If 2017 was the year of the ICO, then 2018 may become the year of the cryptocurrency investigation
Financial services and regulatory law firm Murphy & McGonigle announced today that Michelle N. Bradford, an Assistant United States Attorney in the District of Columbia’s Criminal Division, has joined the firm as a shareholder. Ms. Bradford will reside in the Washington, D.C. office and be part of the White Collar Defense, Investigations & Compliance Counseling and the Securities & Complex Commercial Litigation practices.
In the year following the Equifax breach, cybersecurity has moved even further toward the forefront of executives’ and consumers’ minds, and with it has come a slew of regulation for companies and their legal departments to consider.
Concerned that virtual currencies and related products “may be attracting customers that do not fully understand their nature, the substantial risk of loss that could arise from trading them and the limitations of NFA’s oversight role,” the National Futures Association (“NFA”) is implementing new disclosure requirements for NFA Members engaging in virtual currency activities with customers.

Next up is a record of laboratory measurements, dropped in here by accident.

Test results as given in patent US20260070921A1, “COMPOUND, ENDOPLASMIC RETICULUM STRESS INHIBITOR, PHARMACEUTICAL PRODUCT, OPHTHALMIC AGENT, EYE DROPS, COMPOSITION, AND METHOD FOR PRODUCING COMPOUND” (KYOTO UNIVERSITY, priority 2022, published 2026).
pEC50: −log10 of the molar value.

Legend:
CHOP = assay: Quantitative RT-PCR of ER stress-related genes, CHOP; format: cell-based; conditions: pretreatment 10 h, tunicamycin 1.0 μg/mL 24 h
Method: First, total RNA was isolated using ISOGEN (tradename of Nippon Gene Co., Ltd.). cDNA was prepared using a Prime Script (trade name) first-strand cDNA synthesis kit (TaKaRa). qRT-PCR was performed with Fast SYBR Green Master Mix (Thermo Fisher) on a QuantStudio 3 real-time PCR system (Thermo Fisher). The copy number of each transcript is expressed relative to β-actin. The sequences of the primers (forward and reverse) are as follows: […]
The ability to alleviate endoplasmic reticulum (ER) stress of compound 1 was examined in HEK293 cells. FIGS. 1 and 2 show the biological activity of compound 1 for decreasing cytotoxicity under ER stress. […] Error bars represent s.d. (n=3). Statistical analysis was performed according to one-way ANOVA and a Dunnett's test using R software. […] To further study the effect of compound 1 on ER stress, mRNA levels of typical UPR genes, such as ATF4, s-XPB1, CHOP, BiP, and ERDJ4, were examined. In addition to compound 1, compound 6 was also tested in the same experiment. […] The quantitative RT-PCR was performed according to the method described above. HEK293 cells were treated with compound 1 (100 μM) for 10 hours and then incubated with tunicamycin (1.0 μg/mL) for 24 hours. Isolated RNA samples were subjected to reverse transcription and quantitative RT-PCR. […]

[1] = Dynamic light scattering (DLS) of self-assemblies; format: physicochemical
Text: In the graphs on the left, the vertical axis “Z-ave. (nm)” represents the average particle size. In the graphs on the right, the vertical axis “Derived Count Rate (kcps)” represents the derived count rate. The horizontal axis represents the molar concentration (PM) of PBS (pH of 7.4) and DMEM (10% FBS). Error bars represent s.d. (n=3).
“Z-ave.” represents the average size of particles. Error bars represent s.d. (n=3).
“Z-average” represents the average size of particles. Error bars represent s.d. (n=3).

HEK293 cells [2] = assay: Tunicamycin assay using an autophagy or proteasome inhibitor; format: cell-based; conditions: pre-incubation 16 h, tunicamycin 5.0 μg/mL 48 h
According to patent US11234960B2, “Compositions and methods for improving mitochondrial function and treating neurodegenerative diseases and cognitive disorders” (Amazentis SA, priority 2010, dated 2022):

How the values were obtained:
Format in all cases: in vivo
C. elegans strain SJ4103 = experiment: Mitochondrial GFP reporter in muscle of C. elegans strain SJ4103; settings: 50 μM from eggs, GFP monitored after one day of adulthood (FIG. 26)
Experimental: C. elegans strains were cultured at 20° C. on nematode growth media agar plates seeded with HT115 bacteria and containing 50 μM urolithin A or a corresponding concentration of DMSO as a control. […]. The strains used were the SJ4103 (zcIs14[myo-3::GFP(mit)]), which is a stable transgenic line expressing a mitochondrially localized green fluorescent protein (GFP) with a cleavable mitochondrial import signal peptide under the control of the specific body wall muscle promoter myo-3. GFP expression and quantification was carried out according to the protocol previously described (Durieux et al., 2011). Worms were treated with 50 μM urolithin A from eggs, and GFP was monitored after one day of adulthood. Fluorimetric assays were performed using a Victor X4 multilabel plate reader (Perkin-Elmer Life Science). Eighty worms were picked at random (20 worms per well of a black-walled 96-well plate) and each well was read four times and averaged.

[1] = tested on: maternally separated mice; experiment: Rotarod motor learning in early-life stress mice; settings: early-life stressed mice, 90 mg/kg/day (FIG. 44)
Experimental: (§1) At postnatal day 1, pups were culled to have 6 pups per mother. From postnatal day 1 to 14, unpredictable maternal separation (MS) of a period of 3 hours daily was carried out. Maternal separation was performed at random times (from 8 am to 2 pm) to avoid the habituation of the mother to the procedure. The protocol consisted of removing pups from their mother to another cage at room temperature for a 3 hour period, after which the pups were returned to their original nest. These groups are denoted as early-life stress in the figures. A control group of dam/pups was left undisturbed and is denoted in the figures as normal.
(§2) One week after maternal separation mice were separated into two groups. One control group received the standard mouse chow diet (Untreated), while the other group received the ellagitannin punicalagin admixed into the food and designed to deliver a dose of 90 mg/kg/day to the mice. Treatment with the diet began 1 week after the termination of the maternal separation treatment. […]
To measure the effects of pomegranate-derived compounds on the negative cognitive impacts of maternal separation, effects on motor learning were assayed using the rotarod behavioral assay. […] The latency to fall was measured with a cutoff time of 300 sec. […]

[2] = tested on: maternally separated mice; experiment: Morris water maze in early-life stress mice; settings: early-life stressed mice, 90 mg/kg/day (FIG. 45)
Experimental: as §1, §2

Murphy & McGonigle’s leading FinTech & Blockchain Practice is pleased to publish the second edition of “Who’s On the Block,” a roundup of blockchain conferences, trends and upcoming events.
U.S. Securities and Exchange Commission Chairman Jay Clayton recently reminded us that corporate culture and the “tone from the top” remain important to regulators, even in this enforcement-lite environment. Speaking about financial firm culture before the New York Fed, Clayton predicted pain for firms whose cultural compass diverges from the commission’s.